Are people going to camp if there aren't good courses to play, or aren't courses in good condition?

Ultimately, they have to do a lot of things to make the venture a success (by whatever measure). They can't do them all first. Seems to me like the courses are the draw, so a good place to start.

Kinda depends on the clientele I guess. Is there demand for camping in the area among non-dg'ers? Maybe it might make more financial sense to get that up and running so there is some cash flow for the courses. Of course, I have no idea since I've never been there...

I will say though, as I get older the less and less tent camping appeals to me. I used to be all about it years ago but now? Lol not so much. A 20 mile drive to stay in a climate controlled environment on a bed off the ground sounds pretty freaking awesome after a long day of discing. :p

PoorPutter 02-14-2019 11:51 AM

Oh boy I forgot who I was dealing with, hahahahaha! Carry on, disc golfers! As you were.

brentjacobs 02-14-2019 12:30 PM

Quote:

Originally Posted by PoorPutter (Post 3417243)
Oh boy I forgot who I was dealing with, hahahahaha! Carry on, disc golfers! As you were.

Who are you dealing with? People that disagreed with you?

My point was not to say the courses donít need attention or work. My point was to disagree with your sentiment that camping shouldnít be allowed. With Zero courses played guessing you donít travel much for golf? Makes me wonder why you would consider your opinion to hold any value and decide to offer it up.

I made my position known and offered some info to shed light on why I feel that way. You made a post, were disagreed with, and responded with above because maybe you donít have anything of substance to say. Let me know if you ever want to meet to bag your first course. Maybe if you start playing courses you wonít be such a PoorPutter...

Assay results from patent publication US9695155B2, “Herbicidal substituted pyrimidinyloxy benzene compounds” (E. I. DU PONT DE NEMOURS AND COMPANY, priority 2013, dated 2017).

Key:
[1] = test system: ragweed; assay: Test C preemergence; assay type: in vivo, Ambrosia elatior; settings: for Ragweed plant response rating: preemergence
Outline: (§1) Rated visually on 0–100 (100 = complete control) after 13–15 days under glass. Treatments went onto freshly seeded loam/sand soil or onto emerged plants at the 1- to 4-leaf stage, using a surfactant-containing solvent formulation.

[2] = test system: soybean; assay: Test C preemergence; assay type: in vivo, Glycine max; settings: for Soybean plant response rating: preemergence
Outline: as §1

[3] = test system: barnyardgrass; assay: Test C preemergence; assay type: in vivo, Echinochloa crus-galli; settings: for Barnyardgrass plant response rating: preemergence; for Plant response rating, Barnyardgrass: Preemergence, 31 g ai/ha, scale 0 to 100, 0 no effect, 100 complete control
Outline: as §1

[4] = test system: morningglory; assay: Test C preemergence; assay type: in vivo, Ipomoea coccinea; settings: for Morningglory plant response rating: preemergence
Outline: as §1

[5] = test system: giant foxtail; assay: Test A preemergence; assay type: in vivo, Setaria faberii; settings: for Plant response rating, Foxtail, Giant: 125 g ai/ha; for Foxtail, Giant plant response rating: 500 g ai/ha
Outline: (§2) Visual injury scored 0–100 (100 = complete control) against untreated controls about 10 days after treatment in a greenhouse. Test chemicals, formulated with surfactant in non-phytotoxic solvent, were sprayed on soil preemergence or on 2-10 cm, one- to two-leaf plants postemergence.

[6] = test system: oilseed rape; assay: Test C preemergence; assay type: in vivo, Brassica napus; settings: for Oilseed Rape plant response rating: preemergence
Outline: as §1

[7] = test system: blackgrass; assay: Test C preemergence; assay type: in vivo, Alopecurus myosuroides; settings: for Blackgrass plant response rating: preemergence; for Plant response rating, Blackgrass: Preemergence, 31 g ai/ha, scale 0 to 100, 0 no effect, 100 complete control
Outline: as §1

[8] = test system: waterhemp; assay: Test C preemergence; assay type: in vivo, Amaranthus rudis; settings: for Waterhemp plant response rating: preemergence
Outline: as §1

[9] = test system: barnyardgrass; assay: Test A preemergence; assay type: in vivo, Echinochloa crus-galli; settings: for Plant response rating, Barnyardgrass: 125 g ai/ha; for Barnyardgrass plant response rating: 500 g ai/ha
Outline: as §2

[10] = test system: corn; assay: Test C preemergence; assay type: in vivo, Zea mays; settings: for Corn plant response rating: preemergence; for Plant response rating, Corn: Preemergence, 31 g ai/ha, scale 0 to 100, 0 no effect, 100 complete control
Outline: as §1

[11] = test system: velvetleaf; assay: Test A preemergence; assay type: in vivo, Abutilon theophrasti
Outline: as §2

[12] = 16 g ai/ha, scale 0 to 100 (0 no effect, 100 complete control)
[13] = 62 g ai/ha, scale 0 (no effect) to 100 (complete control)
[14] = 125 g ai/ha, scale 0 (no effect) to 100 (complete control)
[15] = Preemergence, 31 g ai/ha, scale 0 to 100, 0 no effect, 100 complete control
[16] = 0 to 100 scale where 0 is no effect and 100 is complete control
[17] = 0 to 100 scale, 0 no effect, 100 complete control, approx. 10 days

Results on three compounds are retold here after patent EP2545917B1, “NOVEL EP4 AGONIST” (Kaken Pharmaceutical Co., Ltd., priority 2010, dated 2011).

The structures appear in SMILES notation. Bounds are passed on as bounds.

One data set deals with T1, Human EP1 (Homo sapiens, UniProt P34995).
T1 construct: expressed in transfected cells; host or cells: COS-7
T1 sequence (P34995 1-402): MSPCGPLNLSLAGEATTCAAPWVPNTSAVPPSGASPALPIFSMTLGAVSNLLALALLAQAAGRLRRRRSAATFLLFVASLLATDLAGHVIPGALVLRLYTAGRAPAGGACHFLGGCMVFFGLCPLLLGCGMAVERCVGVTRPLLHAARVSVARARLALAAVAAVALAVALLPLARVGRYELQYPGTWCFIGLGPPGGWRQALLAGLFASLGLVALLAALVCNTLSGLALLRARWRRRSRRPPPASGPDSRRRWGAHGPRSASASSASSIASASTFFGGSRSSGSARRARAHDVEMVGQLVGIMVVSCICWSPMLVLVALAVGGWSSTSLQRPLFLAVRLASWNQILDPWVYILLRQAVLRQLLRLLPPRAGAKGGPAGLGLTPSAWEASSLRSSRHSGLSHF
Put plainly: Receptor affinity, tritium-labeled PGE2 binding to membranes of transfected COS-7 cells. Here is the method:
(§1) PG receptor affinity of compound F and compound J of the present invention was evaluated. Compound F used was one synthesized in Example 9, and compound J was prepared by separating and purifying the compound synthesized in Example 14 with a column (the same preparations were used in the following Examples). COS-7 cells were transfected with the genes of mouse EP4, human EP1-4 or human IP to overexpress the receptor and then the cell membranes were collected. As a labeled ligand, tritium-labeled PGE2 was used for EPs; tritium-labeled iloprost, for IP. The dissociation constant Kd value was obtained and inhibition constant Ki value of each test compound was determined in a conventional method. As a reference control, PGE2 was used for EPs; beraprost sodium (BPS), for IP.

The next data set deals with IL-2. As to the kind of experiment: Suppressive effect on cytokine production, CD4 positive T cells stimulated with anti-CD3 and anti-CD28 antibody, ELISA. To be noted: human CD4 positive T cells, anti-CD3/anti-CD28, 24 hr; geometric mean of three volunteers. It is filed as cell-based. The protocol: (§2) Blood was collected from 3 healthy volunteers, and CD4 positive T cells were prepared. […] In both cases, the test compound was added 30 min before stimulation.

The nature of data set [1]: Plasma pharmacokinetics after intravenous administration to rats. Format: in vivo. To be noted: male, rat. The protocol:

Cgkdisc 02-14-2019 12:31 PM

By time HBH gets back underway, Whitecap ski resort 25 minutes away may be the ideal place to stay. From what I understand, they are developing a Championship layout on the site and I assume they will have attractive off season rates for lodging. For Pro Worlds, we created an Olympic village atmosphere where many competitors, especially international, and staff stayed.

DavidSauls 02-14-2019 12:57 PM

Quote:

Originally Posted by davetherocketguy (Post 3417242)
Kinda depends on the clientele I guess. Is there demand for camping in the area among non-dg'ers? Maybe it might make more financial sense to get that up and running so there is some cash flow for the courses. Of course, I have no idea since I've never been there...

I will say though, as I get older the less and less tent camping appeals to me. I used to be all about it years ago but now? Lol not so much. A 20 mile drive to stay in a climate controlled environment on a bed off the ground sounds pretty freaking awesome after a long day of discing. :p

I'm with you.

I'm not saying there shouldn't be camping---just that it's not the first priority. Unless a campground can be profitable on its own, of course.

There are certainly disc golfers for whom camping (or other onsite lodging) is a valuable amenity. And others for whom it doesn't matter. It just seems to me, from a thousand miles away, that the disc golf is the main thing. Get that right, first, then worry about lodging.

Or, at the very least, with my very limited information, I can understand their taking that approach.